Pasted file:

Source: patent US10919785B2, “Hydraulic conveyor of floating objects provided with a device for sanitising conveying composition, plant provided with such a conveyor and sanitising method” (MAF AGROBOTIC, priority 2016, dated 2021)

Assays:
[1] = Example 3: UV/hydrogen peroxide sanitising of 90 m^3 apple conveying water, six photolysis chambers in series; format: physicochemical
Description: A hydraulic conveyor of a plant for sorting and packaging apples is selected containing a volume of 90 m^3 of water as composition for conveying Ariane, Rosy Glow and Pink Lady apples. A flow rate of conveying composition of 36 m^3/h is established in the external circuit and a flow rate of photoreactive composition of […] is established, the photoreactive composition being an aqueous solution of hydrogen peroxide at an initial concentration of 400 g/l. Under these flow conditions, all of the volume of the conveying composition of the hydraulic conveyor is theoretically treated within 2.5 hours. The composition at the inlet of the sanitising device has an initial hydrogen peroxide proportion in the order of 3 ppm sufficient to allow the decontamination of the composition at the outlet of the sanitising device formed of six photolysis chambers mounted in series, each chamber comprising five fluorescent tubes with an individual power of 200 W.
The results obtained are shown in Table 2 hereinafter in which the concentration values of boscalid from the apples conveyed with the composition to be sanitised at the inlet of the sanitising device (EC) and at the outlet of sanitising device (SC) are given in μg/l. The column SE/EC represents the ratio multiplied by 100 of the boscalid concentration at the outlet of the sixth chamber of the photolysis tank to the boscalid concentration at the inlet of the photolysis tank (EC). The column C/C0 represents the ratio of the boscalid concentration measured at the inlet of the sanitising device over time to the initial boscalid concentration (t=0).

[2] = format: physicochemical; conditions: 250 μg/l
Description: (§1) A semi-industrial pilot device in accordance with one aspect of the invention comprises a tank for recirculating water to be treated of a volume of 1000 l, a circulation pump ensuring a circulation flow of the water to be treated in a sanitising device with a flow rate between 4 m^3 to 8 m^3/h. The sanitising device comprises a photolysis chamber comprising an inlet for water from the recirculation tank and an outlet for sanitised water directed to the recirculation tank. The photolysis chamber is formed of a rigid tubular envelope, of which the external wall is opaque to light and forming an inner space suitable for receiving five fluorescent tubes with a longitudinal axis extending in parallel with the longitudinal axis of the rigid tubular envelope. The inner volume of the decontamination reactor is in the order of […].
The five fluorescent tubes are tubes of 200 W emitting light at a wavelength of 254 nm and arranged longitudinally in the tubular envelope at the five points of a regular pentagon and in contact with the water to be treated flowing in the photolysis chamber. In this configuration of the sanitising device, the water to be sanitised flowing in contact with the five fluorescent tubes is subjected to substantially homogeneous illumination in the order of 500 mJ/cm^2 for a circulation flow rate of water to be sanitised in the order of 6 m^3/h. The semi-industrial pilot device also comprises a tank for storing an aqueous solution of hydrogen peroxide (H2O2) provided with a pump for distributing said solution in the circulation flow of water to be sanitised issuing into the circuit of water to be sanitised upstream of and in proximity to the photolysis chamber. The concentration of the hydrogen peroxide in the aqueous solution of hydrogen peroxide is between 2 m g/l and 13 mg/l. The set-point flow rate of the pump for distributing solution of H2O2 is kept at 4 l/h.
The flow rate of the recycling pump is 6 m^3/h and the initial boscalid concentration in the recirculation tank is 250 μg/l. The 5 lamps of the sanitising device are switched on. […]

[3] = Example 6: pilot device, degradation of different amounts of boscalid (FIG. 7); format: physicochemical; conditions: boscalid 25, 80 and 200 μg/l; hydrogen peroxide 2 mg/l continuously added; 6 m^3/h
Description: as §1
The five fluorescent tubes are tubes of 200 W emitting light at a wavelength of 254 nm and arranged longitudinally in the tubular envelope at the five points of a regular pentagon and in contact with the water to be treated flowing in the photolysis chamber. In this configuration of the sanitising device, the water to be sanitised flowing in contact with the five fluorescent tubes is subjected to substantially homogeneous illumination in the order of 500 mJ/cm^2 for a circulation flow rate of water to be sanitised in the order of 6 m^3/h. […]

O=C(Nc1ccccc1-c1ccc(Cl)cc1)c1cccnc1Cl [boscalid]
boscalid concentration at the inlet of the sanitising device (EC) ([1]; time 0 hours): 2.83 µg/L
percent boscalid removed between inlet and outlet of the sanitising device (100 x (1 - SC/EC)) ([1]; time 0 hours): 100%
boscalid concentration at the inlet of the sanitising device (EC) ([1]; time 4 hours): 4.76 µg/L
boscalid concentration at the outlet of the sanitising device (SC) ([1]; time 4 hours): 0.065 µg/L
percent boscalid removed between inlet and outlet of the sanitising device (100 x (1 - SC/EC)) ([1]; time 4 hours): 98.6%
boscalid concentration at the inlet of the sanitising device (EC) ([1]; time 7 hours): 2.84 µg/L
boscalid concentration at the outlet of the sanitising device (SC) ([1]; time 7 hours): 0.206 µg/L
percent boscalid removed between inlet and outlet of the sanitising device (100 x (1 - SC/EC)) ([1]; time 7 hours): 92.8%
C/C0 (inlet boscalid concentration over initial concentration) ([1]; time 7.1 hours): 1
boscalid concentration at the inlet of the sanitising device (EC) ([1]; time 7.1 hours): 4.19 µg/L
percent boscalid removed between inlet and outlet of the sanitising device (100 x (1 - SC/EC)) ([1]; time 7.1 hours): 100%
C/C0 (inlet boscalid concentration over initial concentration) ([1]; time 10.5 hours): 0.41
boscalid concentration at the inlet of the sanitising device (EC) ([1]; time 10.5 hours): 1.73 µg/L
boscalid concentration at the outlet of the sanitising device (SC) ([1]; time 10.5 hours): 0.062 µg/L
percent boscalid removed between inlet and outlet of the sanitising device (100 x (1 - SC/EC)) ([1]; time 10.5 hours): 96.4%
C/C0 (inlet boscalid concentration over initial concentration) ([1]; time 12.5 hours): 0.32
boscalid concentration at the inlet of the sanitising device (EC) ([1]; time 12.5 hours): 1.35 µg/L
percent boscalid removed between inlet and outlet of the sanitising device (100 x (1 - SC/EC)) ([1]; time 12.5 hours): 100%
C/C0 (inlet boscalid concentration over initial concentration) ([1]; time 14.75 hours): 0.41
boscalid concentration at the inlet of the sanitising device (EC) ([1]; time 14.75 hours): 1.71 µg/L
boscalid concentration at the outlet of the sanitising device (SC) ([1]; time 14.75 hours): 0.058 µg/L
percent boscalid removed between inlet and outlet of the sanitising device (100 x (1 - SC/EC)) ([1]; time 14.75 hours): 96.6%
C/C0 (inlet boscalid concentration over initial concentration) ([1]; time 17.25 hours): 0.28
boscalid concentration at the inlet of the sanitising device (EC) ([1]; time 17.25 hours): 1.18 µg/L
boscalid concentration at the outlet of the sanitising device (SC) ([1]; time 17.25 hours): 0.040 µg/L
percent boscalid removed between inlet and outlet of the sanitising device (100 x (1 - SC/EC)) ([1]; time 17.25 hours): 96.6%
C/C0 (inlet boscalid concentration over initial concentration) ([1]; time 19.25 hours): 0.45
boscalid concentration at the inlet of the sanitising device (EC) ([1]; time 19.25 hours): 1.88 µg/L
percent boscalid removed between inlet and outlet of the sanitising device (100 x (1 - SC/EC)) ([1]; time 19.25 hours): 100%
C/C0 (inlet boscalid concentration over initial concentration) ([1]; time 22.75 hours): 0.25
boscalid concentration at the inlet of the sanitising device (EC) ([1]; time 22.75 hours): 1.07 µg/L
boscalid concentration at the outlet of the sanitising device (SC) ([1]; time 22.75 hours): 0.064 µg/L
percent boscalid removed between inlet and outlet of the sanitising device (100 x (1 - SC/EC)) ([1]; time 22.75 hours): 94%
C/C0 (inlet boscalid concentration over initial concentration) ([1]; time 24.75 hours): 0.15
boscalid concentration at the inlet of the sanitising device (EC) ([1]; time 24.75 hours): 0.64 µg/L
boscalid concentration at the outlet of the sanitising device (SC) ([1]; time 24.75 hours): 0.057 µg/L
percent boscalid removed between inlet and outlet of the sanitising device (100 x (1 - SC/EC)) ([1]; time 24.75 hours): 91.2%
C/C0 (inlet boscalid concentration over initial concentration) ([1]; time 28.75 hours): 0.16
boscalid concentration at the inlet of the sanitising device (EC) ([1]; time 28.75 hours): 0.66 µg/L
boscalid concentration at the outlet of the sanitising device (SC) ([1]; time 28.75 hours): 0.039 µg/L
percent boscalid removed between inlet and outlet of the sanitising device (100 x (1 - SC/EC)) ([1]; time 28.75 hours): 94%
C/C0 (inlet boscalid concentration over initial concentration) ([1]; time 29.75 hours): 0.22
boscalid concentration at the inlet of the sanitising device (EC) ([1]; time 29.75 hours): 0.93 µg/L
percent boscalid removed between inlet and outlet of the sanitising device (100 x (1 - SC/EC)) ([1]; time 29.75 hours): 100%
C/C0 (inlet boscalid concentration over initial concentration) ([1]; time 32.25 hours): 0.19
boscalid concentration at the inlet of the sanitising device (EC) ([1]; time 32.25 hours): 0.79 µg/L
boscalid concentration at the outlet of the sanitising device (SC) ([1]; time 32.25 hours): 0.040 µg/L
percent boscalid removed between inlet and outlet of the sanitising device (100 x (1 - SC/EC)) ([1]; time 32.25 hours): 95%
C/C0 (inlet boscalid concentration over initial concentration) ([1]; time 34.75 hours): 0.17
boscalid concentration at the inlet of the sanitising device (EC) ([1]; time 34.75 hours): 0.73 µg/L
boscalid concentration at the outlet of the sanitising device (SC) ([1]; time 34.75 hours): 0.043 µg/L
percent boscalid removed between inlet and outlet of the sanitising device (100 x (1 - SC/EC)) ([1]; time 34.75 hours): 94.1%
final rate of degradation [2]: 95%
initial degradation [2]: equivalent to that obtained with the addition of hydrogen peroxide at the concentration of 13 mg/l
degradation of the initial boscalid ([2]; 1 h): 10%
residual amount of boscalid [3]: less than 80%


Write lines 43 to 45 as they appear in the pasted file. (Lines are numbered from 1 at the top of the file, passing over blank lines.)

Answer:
C/C0 (inlet boscalid concentration over initial concentration) ([1]; time 22.75 hours): 0.25
boscalid concentration at the inlet of the sanitising device (EC) ([1]; time 22.75 hours): 1.07 µg/L
boscalid concentration at the outlet of the sanitising device (SC) ([1]; time 22.75 hours): 0.064 µg/L